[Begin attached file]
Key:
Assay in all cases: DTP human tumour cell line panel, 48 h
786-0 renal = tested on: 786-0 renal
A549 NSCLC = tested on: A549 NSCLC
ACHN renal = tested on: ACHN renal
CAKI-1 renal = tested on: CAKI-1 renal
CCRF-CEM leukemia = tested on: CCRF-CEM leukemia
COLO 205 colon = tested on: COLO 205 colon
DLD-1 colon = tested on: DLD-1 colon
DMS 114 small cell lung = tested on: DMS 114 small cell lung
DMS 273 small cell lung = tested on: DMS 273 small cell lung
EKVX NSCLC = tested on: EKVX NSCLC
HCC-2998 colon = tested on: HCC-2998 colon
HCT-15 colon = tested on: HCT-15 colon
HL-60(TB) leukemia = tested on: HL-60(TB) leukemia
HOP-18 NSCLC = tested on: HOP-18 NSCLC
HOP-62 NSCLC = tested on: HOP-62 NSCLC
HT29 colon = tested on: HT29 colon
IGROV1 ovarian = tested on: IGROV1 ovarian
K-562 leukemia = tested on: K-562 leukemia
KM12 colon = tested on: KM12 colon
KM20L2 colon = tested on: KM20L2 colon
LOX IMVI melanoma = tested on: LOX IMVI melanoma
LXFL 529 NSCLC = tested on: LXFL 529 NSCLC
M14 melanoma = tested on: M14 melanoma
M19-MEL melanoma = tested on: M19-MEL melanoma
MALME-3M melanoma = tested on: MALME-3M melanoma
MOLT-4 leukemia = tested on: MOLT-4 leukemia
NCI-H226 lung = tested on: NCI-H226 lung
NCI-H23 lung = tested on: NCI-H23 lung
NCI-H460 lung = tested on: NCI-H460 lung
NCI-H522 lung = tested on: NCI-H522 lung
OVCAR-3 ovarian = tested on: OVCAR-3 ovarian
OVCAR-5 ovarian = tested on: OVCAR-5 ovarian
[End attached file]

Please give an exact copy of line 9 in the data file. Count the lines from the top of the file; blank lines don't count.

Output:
DLD-1 colon = tested on: DLD-1 colon